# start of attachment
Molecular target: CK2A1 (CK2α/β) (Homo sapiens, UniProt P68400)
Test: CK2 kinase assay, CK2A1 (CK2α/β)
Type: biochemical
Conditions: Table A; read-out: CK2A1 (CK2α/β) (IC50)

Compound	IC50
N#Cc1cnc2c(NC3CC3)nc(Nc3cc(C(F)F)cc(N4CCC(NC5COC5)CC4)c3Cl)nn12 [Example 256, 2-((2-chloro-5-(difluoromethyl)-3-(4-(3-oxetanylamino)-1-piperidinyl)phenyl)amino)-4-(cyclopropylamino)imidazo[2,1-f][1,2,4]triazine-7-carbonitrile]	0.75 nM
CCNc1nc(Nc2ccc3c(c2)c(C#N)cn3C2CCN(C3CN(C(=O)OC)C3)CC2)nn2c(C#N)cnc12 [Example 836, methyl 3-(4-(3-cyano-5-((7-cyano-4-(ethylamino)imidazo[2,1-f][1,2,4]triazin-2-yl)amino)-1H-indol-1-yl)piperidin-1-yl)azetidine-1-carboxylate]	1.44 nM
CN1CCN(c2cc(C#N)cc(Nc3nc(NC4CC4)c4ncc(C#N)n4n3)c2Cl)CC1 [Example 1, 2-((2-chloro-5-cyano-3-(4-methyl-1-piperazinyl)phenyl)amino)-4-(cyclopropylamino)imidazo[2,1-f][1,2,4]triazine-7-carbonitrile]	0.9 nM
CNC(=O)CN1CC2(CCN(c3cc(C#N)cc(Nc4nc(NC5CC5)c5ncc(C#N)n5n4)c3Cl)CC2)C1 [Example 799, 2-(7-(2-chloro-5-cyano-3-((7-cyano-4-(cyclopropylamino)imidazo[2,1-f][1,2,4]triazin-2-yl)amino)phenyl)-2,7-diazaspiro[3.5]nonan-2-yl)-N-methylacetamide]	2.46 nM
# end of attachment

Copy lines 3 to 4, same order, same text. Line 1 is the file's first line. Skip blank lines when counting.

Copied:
Type: biochemical
Conditions: Table A; read-out: CK2A1 (CK2α/β) (IC50)